A review of the Shigatsu wa Kimi no Uso anime series
I felt like a monster after the final episode of Shigatsu wa Kimi no Uso (Your Lie in April). The ending was always going to go one of two ways and I was braced for either one: agonising tears or delirious happiness. I certainly didn’t expect to feel nothing. All these other people gushing tears, drowning in hyperbole, and there I was, indifferent. I had cheered Kousei Arima on through the bright lights of stage performances and honey-lit afternoon walks home but in the denouement I realised that all the individual things that irked me about the series had gathered like so much detritus on a beach and was now spoiled.
he is lionised, an indestructible prodigy and a mountain that must be conquered
I knew what I was getting in to of course. Awash with pastel shades and misty eyed teenagers this was a romance series first and foremost with the “musician’s heart” narrative the tempo to the love story melody. Kousei starts out unable to play the piano, supposedly a prodigy from a young age, he is invited on a date by his best friend and serial flirt Ryouta where he meets the series’ poster child, Kaori Miyazono.
In what is surely a common refrain of my generation, I don’t believe in a lot of things. One thing I do believe is that anime can be more than consumerist drivel or jail baiting deviance. That’s obviously a privileged position to take and separated both geographically and ideologically from the day-to-day reality of producing it (and the cyclical market forces that engender that production) but it takes a series like Hourou Musuko (Wandering Son) to remind me that “something more” does exist with anime.
a situation that plays out like a watercolour car crash
And for once it’s not buried in the story where I usually go ferreting around for meaning and nuance, it’s right there in the topic. Shuichi Nitori who was born male but identifies as female is friends with Yoshino Takatsuki who, conversely, was born female but identifies as male; Hourou Musuko is the story of these two and their journey through junior high school.
A review of the Inou Battle wa Nichijou-kei no Naka de anime series
There’s a character in Inou Battle, not a main character mind you, he’s barely even a secondary character really, but he says something in the series’ ninth episode that more or less sums up my feelings for it:
[I’m] just your average, everyday reader, who wants to see something interesting or enjoyable
You and me both tertiary character man. Inou Battle wa Nichijou-kei no Naka de (When supernatural battles become commonplace) sells itself in its title and in its first episode as teenagers suddenly gaining supernatural powers and then duking it out. Chronicle in anime form essentially. Only the “battles” of the title aren’t at all commonplace because they don’t happen at all until the very last episode; instead of these battles we get a gorgeously presented but utterly rote campus love comedy.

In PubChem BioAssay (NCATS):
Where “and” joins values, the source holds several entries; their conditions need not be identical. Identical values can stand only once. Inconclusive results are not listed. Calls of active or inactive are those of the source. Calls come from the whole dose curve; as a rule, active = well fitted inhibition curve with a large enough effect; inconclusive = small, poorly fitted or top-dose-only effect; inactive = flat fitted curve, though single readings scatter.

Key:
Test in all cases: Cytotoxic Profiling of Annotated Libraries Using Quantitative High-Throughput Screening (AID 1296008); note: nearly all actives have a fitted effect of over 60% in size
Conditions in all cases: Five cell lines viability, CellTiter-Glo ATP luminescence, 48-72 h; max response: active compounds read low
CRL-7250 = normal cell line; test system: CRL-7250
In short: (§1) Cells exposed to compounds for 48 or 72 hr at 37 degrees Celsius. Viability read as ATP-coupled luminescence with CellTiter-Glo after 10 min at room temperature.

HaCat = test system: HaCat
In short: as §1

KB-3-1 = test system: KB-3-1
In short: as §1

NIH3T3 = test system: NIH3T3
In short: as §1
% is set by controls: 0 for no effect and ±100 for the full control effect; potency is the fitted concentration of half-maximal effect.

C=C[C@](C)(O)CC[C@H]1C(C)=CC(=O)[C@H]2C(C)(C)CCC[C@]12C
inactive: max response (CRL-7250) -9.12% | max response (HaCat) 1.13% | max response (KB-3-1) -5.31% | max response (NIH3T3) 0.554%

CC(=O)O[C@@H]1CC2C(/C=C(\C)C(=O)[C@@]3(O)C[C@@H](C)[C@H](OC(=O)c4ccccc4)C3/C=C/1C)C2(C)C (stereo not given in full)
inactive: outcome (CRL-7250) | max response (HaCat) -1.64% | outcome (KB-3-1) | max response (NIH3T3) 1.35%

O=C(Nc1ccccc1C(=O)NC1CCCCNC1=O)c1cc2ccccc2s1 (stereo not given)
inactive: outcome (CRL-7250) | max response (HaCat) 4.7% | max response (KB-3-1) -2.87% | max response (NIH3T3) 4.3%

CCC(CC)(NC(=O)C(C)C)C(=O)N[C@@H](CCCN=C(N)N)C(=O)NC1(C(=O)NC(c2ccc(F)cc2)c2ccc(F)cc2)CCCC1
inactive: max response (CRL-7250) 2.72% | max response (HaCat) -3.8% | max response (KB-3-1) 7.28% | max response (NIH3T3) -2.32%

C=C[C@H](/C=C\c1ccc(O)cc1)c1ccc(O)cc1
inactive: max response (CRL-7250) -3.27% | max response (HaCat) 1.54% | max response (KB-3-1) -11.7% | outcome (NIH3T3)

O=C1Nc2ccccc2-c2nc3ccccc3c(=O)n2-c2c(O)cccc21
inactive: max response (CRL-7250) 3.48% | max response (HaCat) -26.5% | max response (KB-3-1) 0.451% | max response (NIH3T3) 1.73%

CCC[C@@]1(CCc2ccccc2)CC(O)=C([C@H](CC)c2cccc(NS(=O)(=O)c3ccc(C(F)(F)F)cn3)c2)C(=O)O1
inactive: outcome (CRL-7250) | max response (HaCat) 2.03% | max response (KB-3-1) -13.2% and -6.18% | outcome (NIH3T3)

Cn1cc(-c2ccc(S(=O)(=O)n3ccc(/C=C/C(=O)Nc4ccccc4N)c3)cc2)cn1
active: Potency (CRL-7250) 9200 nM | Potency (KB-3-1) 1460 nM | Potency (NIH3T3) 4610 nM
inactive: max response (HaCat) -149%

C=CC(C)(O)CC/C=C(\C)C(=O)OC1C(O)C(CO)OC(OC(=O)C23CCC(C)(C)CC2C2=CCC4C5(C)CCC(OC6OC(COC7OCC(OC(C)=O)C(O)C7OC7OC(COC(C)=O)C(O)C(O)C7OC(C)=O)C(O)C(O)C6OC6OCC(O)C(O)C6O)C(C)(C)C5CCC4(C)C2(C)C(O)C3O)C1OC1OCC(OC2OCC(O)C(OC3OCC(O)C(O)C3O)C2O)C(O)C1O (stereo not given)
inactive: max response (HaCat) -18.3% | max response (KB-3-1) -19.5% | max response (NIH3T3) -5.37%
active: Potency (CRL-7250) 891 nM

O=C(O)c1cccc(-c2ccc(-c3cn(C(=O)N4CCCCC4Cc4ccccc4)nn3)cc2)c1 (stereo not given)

A review of the Yuki Yuna wa Yusha de Aru anime series
Yuki Yuna will never be as popular as Madoka. It’s unfair to compare every magical girl show to that landmark series but Yuki Yuna wa Yusha de Aru (Yuki Yuna is a Hero) doesn’t do itself any favours by trying to cherry pick a lot of the idiosyncrasies that made Madoka so special.
Don’t want to fight, oh wait now I’m fighting, oh isn’t fighting hard, oh you’re a newcomer, look at us accepting you
There is, as is now in fashion, the rather mean spirited take on being a magical girl. No longer is it all about having faith in your friends or vanquishing evil doers; there are elements of that but now there’s a price to pay. And it’s not just the tribulations of trying to be a teenage girl and a superhero and having to lie to your family. There’s the abstract, collage-effect enemies that drift menacingly and unknowably, savaging the colourful little pixies that assault it. There’s the music that may not come close to Yuki Kajiura’s haunting score but gives it a good go with some individually stand-out tracks. So it’s business as usual then?
A review of the Rage of Bahamut: Genesis anime series
After three episodes of Shingeki no Bahamut: Genesis (Rage of Bahamut: Genesis), I still wasn’t sure what I was watching. There’s nothing particularly abstract (yes Soultaker I’m talking about you) about the story of two feuding friends going on adventures with a girl from another world. Except, in the first few episodes there are so many different ways the series could have gone - monster of the week, Queen’s Blade journey into fan service, Escaflowne adventures in a fantasy world to name a few - but it seems bullheadedly determined not to go with any of them and instead play the whole series by ear.
Peculiarly, it works. And not just because it throws everything, kitchen sink and all, at you and to see what sticks. After all you have an Arabian deity (Bahamut) mixed in with Christian mythology (heaven, hell, angels and devils) with some added Norse flavouring (the heavenly god is in fact Zeus), some Pagan witchcraft and wizardry and some historical persons of note thrown in for good measure. Like the origin of the dragon personification of Bahamut then, Shingeki no Bahamut is a Dungeons and Dragons campaign in anime form. It has the overeager dungeon master cobbling together a piecemeal mythology with narrative abandon, the rollicking tales of a knight, a rogue and someone who wanted to play a female, and by the end of the campaign the adventurers are riding into battle on the back of a giant duck.